July 20, 2020; MassLive.com
A group of Whole Foods employees disciplined for wearing Black Lives Matter face masks on the retail frontlines filed a class action lawsuit against the company this week, reports MassLive.com. Employees joining the lawsuit have been sent home without pay and/or placed on corrective action for violating the company’s dress code policy.
Whole Foods’ statement about the suit included this explanation: “In order to operate in a customer-focused environment, all Team Members must comply with our longstanding company dress code, which prohibits clothing with visible slogans, messages, logos or advertising that are not company-related.”
The willfully opaque term “customer-focused environment” jumps right out. Which customers are centered in that language and the corporate practices it renders necessary? Whose reactions to seeing the BLM logo while they shop are being prioritized? It’s clearly not Black customers. It’s clearly not customers of all identities who actively support the Black Lives Matter movement. And it’s clearly not the Black staff of Whole Foods. It’s the portion of white people who do not support the Black Lives Matter movement, the people who would typically say something like, “This is not about race. I just want to keep politics out of my shopping experience.”
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A critical point for the plaintiffs in this lawsuit is the other identity-themed attire at which Whole Foods managers have allegedly looked the other way. “Plaintiffs and other Whole Foods employees expected Whole Foods would support their decision to wear these masks because Whole Foods has expressed support for inclusivity and equality and because it previously allowed its employees to express support for their LGBTQ+ coworkers through their apparel without discipline,” the suit said. In other words, the “longstanding policy” has not been uniformly enforced and is being enforced now because BLM is deemed a higher risk to offend a portion of white customers than LGBTQ-themed attire.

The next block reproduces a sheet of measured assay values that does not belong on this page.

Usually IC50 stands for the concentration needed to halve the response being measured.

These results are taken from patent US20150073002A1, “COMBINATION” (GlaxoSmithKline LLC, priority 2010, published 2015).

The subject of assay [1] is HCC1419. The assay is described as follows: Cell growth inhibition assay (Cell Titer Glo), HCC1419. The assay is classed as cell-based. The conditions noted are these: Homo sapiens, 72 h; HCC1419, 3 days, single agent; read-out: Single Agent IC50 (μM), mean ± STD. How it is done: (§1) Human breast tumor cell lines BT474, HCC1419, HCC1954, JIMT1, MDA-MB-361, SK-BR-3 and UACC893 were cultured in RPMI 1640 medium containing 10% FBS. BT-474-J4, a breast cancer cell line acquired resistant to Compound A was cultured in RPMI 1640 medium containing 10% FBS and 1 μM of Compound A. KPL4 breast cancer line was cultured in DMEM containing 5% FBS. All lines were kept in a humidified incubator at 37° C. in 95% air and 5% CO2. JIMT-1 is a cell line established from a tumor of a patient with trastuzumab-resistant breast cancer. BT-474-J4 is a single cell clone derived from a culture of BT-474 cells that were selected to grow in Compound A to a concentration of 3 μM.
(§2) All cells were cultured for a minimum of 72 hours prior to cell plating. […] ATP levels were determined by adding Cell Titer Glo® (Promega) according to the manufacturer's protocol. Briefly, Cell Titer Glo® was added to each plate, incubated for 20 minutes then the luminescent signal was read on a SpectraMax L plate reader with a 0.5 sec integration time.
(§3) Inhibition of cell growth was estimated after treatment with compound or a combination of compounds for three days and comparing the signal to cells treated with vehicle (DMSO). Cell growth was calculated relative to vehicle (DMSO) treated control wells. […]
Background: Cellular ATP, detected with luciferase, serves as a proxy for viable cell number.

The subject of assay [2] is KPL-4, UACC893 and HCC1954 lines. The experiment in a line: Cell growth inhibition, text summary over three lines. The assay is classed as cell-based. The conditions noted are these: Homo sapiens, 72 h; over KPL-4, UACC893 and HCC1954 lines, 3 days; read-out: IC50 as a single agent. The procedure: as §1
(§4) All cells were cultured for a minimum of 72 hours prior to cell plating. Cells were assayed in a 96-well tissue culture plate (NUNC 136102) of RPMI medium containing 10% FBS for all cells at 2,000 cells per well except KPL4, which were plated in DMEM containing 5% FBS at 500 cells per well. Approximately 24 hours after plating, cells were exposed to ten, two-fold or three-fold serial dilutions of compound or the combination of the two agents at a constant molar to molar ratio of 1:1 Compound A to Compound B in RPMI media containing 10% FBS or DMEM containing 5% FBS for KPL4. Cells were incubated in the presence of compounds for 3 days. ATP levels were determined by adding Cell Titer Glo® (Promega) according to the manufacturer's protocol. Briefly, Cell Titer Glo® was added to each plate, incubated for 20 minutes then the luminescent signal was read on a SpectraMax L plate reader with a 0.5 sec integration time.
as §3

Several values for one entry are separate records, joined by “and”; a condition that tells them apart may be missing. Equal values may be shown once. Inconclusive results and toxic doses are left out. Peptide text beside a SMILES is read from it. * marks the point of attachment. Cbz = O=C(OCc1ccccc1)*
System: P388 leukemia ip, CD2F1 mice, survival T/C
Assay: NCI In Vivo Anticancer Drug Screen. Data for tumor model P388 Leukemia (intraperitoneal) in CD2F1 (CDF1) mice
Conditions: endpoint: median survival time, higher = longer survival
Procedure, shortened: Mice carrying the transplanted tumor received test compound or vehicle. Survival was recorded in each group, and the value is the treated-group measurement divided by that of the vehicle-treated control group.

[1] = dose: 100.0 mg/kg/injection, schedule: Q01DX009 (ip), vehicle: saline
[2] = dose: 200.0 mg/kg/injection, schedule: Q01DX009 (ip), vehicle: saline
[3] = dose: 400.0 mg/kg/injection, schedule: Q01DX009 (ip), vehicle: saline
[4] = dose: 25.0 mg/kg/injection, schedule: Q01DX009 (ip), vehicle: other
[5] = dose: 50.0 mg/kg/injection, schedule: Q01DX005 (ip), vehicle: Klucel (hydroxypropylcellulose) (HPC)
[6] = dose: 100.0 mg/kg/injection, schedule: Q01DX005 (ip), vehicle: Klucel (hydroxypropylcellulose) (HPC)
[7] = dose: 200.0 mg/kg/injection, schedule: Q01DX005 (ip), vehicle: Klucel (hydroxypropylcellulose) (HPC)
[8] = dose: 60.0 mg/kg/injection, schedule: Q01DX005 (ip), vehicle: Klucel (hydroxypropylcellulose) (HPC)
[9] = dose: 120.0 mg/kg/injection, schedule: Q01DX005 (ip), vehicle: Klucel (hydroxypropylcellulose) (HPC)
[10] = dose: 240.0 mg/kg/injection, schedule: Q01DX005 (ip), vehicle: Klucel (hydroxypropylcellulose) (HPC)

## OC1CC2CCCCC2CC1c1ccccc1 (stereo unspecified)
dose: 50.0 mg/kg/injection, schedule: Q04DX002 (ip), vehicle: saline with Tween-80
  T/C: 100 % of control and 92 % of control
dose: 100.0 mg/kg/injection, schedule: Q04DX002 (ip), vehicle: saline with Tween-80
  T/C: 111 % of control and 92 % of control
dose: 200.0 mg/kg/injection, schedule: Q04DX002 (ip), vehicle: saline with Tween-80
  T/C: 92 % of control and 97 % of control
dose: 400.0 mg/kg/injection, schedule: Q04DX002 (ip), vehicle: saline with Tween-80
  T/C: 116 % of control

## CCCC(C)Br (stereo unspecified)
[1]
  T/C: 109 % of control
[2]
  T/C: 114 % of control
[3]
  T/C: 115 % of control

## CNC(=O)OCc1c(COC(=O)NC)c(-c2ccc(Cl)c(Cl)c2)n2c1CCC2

This case comes on the immediate heels of Starbucks facing similar critique for not allowing employees to wear Black Lives Matter clothing. In contrast to Whole Foods, the company course-corrected and decided to affirm its support for BLM by making its own T-shirt for employees that “depicts protest signs with phrases including ‘Black Lives Matter,’ ‘Speak Up’ and ‘Time for Change.’”
Whole Foods as a brand, of course, has been heavily associated with whiteness and gentrification for years. The Root writer Michael Harriot warned in “The White People Are Coming! 6 Signs Your Neighborhood is Being Gentrified,” “If you ever spot a sign that says ‘Whole Foods Coming to This Location’—beware. In the unabridged gentrification thesaurus, ‘Whole Foods’ is a universal synonym for ‘white people.’” Using a dress code policy to penalize essential workers of color during the COVID pandemic and the largest civil rights uprising of the last 40 years, alas, is right on brand.
In truth, this lawsuit should give all managers and human resource professionals, including in the nonprofit sector, pause. Many of our organizations have human resource policies like hiring protocols, dress codes, and compensation structures—to name just three—that need interrogation and revision to better align with our stated values and the demands of movements we nominally support.—Jeanne Bell